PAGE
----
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Vibrating microbubbles for Imaging and Therapy
Prof Nico Je Jong (Erasmus/TU Delft, NL)
email: n.dejong@erasmusmc.nl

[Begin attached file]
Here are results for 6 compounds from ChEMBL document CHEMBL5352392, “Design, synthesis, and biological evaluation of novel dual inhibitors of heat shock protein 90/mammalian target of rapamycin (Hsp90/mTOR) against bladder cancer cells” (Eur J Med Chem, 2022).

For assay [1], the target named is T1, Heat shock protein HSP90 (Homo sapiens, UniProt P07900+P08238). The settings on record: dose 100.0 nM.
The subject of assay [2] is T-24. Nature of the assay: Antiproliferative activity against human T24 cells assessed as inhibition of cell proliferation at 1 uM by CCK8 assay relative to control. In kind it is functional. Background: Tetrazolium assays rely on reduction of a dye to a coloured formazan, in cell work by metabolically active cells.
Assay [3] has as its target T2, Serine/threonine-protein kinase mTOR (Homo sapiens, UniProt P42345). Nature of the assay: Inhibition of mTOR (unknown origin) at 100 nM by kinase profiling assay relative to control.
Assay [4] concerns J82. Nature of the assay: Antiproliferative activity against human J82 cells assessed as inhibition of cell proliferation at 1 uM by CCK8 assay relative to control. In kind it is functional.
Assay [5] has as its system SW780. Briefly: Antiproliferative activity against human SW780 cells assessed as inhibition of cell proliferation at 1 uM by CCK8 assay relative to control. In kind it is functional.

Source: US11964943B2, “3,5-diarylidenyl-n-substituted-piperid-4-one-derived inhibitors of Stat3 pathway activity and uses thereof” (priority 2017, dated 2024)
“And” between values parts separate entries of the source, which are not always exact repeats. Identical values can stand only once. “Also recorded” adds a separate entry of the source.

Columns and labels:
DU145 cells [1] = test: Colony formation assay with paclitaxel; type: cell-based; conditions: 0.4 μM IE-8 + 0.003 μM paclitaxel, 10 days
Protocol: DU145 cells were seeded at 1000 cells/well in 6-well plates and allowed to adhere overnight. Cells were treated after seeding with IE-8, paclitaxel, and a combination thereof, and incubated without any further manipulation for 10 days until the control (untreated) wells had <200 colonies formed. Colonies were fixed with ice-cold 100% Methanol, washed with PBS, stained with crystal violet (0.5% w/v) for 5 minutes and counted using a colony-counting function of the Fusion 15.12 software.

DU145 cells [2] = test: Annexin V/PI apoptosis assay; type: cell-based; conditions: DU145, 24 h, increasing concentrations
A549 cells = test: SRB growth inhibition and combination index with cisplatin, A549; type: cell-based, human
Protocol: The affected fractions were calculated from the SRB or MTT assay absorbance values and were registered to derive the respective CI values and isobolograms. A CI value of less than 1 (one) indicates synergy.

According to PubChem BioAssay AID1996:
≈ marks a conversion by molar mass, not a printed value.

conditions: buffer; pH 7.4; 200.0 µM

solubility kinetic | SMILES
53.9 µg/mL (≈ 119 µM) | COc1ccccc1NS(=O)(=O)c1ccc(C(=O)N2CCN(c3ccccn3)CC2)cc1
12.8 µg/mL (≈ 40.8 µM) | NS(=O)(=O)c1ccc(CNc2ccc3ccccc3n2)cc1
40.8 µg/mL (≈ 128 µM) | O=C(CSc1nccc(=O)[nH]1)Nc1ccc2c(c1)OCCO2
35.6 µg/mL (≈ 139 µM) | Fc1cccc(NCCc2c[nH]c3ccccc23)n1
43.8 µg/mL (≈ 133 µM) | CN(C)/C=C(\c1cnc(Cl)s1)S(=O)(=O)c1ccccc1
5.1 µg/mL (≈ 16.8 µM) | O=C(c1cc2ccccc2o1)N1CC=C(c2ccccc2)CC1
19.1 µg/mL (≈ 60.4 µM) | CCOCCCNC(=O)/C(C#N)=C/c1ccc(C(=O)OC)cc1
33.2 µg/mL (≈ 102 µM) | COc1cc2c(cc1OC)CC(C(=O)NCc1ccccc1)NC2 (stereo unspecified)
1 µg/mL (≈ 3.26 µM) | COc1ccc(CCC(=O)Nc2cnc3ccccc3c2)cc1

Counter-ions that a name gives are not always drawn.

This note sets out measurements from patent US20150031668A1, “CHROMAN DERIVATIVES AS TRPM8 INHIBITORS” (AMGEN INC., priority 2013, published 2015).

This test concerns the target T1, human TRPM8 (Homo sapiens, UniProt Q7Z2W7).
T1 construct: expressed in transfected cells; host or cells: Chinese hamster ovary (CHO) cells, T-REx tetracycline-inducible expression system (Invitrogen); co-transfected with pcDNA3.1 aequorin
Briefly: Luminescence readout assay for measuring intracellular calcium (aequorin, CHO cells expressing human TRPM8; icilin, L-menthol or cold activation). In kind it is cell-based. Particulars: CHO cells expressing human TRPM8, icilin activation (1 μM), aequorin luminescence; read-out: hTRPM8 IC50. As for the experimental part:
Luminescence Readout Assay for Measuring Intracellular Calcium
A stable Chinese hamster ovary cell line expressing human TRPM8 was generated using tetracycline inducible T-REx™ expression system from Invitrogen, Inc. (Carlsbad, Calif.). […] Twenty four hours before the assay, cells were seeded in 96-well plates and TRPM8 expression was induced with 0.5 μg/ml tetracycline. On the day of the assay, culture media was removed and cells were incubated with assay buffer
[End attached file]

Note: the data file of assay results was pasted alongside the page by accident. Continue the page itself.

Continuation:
Microbubbles for diagnosis: The mechanism by which the microbubbles enhance the contrast is two- fold. First, acoustic waves are scattered by the bubbles due to the large difference in acoustic impedance between the gas and the surrounding liquid. Second, the large compressibility of the gas bubbles results in radial oscillations of the bubbles in response to the ultrasound pressure waves. The radial oscillations are highly non-linear and produce non-linear sound waves, which are exploited in contrast-enhanced ultrasound imaging. The strong scattering of the microbubbles allows for the visualization and quantification of blood perfusion in organs, e.g. heart, liver, or kidney. The sensitivity of the bubble detection, down to a single bubble in vivo, facilitates targeted molecular imaging applications for the diagnosis of disease at the molecular level. Targeting ligands that bind specifically to selective biomarkers on the blood vessel wall can be labelled to the micro-bubble shell. The approach here is to inject targeted bubbles intravenously, then to wait 5 to 10 minutes for the freely flowing bubbles to be washed out by the lungs and the liver and then to image the adherent bubbles using ultrasound. One other approach is to discriminate acoustically between freely flowing and adherent bubbles through spectral differences through a resonance shift of the adherent bubbles due to the interaction between the bubble and the vessel wall. This approach would require that all bubbles have the same response to the ultrasound driving signal, which is up to now not possible because of the large size distribution of the commercial agents. Recently microbubbles were targeted to stem cells to produce echogenic complexes, which can be directed towards diseased tissue using acoustic radiation forces to up-regulate the therapeutic targeting efficiency Microbubbles for Therapy: Contrast bubbles can themselves serve as therapeutic agents. Several configurations are possible here. First, a drug can be co-administered with the bubbles while ultrasound-induced bubble oscillations close to cells promote local drug uptake through mechanical stress to the adjacent cell membranes, a process called sonoporation. Second, UCAs can be loaded with drugs, e.g. for the local delivery of chemotherapeutic drugs with a narrow therapeutic index, or for the delivery of genes. The payload can be directly incorporated in the bubble coating, or in the core of the bubble, or in liposomes attached to the bubble shell. Drug-loaded microbubbles can be imaged at low acoustic pressures aiding the guidance and real-time monitoring of the therapy, then at higher acoustic pressures rupture of the bubble shell triggers drug release. Ideally, the release of such a payload follows a step response after passing an insonation pressure threshold for the controlled release of the payload in a confined and highly localized region determined by the position of the acoustic focus and the position of the bubbles. The prime focus of such a local delivery is to reduce the systemic exposure to toxic drugs and to increase the delivery efficacy by preventing early capture of the drugs or genes by the systemic system.